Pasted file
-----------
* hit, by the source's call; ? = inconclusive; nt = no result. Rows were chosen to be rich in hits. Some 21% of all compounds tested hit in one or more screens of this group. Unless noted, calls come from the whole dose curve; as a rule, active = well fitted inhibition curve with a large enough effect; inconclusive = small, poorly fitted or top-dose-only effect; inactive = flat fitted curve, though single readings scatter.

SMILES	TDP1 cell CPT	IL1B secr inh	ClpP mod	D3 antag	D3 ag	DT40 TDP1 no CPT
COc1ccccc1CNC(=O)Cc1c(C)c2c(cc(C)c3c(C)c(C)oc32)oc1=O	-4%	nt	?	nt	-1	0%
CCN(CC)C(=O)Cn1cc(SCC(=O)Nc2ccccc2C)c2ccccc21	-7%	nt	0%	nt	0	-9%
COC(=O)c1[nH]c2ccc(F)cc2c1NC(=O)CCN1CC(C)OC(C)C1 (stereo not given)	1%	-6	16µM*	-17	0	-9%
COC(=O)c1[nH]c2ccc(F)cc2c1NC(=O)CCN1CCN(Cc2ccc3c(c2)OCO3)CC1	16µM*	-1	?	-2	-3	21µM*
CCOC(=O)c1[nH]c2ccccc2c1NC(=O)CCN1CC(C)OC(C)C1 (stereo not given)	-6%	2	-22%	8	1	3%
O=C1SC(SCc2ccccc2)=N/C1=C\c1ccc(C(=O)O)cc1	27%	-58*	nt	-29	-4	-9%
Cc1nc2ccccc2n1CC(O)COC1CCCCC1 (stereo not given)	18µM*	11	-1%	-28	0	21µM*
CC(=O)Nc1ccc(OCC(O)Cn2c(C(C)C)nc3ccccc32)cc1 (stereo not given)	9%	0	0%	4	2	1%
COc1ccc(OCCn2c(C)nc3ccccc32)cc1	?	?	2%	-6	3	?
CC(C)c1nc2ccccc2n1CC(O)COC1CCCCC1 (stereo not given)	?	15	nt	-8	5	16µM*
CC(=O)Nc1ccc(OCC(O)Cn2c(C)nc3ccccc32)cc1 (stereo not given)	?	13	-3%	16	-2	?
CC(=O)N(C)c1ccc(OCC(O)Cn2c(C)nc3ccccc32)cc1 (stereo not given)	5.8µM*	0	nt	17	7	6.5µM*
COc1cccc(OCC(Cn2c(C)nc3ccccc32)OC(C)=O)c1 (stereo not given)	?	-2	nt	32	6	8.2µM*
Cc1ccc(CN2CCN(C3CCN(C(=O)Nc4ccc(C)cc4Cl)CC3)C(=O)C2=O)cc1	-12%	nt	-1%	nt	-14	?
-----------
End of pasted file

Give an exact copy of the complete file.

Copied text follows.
* hit, by the source's call; ? = inconclusive; nt = no result. Rows were chosen to be rich in hits. Some 21% of all compounds tested hit in one or more screens of this group. Unless noted, calls come from the whole dose curve; as a rule, active = well fitted inhibition curve with a large enough effect; inconclusive = small, poorly fitted or top-dose-only effect; inactive = flat fitted curve, though single readings scatter.

SMILES	TDP1 cell CPT	IL1B secr inh	ClpP mod	D3 antag	D3 ag	DT40 TDP1 no CPT
COc1ccccc1CNC(=O)Cc1c(C)c2c(cc(C)c3c(C)c(C)oc32)oc1=O	-4%	nt	?	nt	-1	0%
CCN(CC)C(=O)Cn1cc(SCC(=O)Nc2ccccc2C)c2ccccc21	-7%	nt	0%	nt	0	-9%
COC(=O)c1[nH]c2ccc(F)cc2c1NC(=O)CCN1CC(C)OC(C)C1 (stereo not given)	1%	-6	16µM*	-17	0	-9%
COC(=O)c1[nH]c2ccc(F)cc2c1NC(=O)CCN1CCN(Cc2ccc3c(c2)OCO3)CC1	16µM*	-1	?	-2	-3	21µM*
CCOC(=O)c1[nH]c2ccccc2c1NC(=O)CCN1CC(C)OC(C)C1 (stereo not given)	-6%	2	-22%	8	1	3%
O=C1SC(SCc2ccccc2)=N/C1=C\c1ccc(C(=O)O)cc1	27%	-58*	nt	-29	-4	-9%
Cc1nc2ccccc2n1CC(O)COC1CCCCC1 (stereo not given)	18µM*	11	-1%	-28	0	21µM*
CC(=O)Nc1ccc(OCC(O)Cn2c(C(C)C)nc3ccccc32)cc1 (stereo not given)	9%	0	0%	4	2	1%
COc1ccc(OCCn2c(C)nc3ccccc32)cc1	?	?	2%	-6	3	?
CC(C)c1nc2ccccc2n1CC(O)COC1CCCCC1 (stereo not given)	?	15	nt	-8	5	16µM*
CC(=O)Nc1ccc(OCC(O)Cn2c(C)nc3ccccc32)cc1 (stereo not given)	?	13	-3%	16	-2	?
CC(=O)N(C)c1ccc(OCC(O)Cn2c(C)nc3ccccc32)cc1 (stereo not given)	5.8µM*	0	nt	17	7	6.5µM*
COc1cccc(OCC(Cn2c(C)nc3ccccc32)OC(C)=O)c1 (stereo not given)	?	-2	nt	32	6	8.2µM*
Cc1ccc(CN2CCN(C3CCN(C(=O)Nc4ccc(C)cc4Cl)CC3)C(=O)C2=O)cc1	-12%	nt	-1%	nt	-14	?